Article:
The success of Champion Racing had a huge impact on Audi sales in America as current and prospective owners flocked to the tracks to witness the glamour that was the trademark of the ALMS. This was not lost on the Audi brass as sales skyrocketed from the meager numbers that were being produced in the ‘80s to the huge numbers that came along with the success of what would become the most popular brand in endurance racing.
Key players such as Audi of America president and racer Len Hunt – who was to become great friends with Mr. M. – explain how the Audi connection all started with the SCCA World Challenge RS4 saloon cars and the reader will also learn why the first RS6s were not liveried in the famous Champion day-glo colors that would become their most iconic and memorable visual cues.
The book is filled with witty and entertaining yarns that you won’t find in a book of statistics…these only come out when the stories are being recounted by those who were there in the trenches. You will learn such nuggets as how the Porsche-Lola came to be and why it became submerged in the lake adjacent to the race shop premises; who were the “two guys with crayons”; how RS4/RS6 driver Michael Galati found himself at the wheel of the R8; why JJ Lehto was ready to quit the sport before his victorious drive at Road Atlanta; how Frank Biela found himself out of gas at Le Mans when driving for the opposition and why Champion Racing had a mobile ‘dance floor’. It’s all in there and makes for an emotional ride as you immerse yourself in the engrossing pages.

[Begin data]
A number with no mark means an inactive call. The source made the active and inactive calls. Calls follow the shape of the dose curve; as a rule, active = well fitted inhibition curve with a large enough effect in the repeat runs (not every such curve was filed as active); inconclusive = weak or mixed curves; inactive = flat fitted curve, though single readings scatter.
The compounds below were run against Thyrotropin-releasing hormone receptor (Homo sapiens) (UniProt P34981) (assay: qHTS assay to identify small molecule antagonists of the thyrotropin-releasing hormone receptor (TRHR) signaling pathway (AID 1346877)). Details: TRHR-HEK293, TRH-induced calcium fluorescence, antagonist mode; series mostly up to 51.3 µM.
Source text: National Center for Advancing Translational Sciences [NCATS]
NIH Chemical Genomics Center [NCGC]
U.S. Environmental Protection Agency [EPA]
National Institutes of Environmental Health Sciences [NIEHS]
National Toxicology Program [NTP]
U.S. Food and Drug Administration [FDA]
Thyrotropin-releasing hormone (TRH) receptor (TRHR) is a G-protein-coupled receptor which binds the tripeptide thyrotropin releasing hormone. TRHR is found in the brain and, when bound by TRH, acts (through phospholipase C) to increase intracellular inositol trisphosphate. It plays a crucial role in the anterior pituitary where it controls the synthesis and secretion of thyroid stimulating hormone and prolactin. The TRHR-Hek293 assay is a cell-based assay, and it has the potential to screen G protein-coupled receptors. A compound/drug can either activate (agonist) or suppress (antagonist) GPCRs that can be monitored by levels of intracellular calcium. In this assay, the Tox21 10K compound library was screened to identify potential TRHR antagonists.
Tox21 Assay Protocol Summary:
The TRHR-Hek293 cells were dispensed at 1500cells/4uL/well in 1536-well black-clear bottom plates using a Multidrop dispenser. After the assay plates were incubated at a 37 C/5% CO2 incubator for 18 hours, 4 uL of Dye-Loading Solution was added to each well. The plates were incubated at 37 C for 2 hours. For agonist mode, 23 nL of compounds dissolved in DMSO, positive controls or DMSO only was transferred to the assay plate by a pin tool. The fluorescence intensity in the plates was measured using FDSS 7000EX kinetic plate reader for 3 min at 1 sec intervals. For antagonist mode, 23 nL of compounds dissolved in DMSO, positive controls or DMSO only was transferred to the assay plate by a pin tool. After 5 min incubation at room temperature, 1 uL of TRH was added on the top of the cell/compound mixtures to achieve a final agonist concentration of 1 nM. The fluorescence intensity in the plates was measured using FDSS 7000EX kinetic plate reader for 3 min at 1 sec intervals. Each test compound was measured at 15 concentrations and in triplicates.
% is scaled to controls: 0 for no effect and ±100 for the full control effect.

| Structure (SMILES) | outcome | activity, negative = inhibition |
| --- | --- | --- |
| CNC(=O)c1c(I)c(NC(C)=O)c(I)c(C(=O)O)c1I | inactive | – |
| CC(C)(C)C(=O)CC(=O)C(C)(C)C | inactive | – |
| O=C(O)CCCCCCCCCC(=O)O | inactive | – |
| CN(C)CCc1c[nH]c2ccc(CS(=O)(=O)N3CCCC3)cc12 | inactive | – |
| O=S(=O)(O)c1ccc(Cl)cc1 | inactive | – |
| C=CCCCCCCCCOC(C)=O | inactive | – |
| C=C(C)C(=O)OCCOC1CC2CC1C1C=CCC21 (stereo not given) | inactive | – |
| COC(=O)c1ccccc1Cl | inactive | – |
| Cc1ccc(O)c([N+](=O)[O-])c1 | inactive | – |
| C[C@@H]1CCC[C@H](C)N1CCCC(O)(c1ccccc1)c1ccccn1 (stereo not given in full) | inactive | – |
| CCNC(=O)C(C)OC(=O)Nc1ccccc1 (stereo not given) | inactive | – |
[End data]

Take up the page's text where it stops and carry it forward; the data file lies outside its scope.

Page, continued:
The ingenuity of the team and its owner’s quest to constantly find ways to stay ahead is another thread that weaves its way through the book. When the team’s longest serving mechanic Keith Bransford repaired a Porsche gearshift in a non-factory approved manner, it prompted a disagreement with Porsche chief engineer Norbert Singer who in the end conceded that, “What you just did with $200 we couldn’t have done in six months with $200,000!” The tales are endless as you follow the team’s struggles with balance-of-performance issues as they ebb and flow through the seasons, but always find a way to win. If the words don’t keep your attention, the hundreds of glorious photos will.
The pages are filled with full sized color images from some of the best photographers in the business as well as many candids from team members. If your only goal is to relive the years through pictures, the book is worth its price tag for those alone. For the train-spotters, there is a full index at the conclusion of the book detailing every race, date, venue, drivers and results from the first to the last along with notes from the events.
You will rejoice in their successes and despair with them at their low points and it is especially poignant as you learn of the cold hard economics of racing that led to the doors finally closing on their garage. Engineer Graham Taylor summed it up nicely as he said, “Le Mans and the American sports-car scene are not the same without this outstanding gentleman involved.”
You will recall the cold statement from Allan McNish that opened this review, so I think it is fitting to end with his comments also: “For me, in their last year, Champion was a team that could without a doubt challenge anyone in the world in sports-car racing.”
If you don’t add this sublime piece of work to your library, your collection will be forever incomplete.
Champion Racing. A Little Bit of Magic